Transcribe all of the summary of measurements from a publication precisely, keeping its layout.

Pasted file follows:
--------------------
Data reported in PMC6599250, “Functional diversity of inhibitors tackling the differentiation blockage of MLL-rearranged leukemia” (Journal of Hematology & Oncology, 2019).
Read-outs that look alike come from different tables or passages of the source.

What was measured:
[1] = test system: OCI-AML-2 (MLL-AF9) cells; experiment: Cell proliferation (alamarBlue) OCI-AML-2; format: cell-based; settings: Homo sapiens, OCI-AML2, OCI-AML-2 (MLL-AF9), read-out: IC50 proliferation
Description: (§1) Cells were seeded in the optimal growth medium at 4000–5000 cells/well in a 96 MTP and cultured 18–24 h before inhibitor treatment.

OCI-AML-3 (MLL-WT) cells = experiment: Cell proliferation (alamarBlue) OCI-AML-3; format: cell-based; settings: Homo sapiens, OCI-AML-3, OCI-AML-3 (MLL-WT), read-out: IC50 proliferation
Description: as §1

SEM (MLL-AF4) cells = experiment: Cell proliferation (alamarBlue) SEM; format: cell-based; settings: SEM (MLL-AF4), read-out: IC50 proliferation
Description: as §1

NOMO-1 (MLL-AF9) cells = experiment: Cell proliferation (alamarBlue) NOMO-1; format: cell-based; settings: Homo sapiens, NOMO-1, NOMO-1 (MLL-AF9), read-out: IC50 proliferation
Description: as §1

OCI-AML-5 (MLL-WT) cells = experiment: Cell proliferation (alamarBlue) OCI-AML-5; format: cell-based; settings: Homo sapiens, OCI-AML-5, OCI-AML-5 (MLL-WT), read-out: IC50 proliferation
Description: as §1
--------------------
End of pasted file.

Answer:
Data reported in PMC6599250, “Functional diversity of inhibitors tackling the differentiation blockage of MLL-rearranged leukemia” (Journal of Hematology & Oncology, 2019).
Read-outs that look alike come from different tables or passages of the source.

What was measured:
[1] = test system: OCI-AML-2 (MLL-AF9) cells; experiment: Cell proliferation (alamarBlue) OCI-AML-2; format: cell-based; settings: Homo sapiens, OCI-AML2, OCI-AML-2 (MLL-AF9), read-out: IC50 proliferation
Description: (§1) Cells were seeded in the optimal growth medium at 4000–5000 cells/well in a 96 MTP and cultured 18–24 h before inhibitor treatment.

OCI-AML-3 (MLL-WT) cells = experiment: Cell proliferation (alamarBlue) OCI-AML-3; format: cell-based; settings: Homo sapiens, OCI-AML-3, OCI-AML-3 (MLL-WT), read-out: IC50 proliferation
Description: as §1

SEM (MLL-AF4) cells = experiment: Cell proliferation (alamarBlue) SEM; format: cell-based; settings: SEM (MLL-AF4), read-out: IC50 proliferation
Description: as §1

NOMO-1 (MLL-AF9) cells = experiment: Cell proliferation (alamarBlue) NOMO-1; format: cell-based; settings: Homo sapiens, NOMO-1, NOMO-1 (MLL-AF9), read-out: IC50 proliferation
Description: as §1

OCI-AML-5 (MLL-WT) cells = experiment: Cell proliferation (alamarBlue) OCI-AML-5; format: cell-based; settings: Homo sapiens, OCI-AML-5, OCI-AML-5 (MLL-WT), read-out: IC50 proliferation
Description: as §1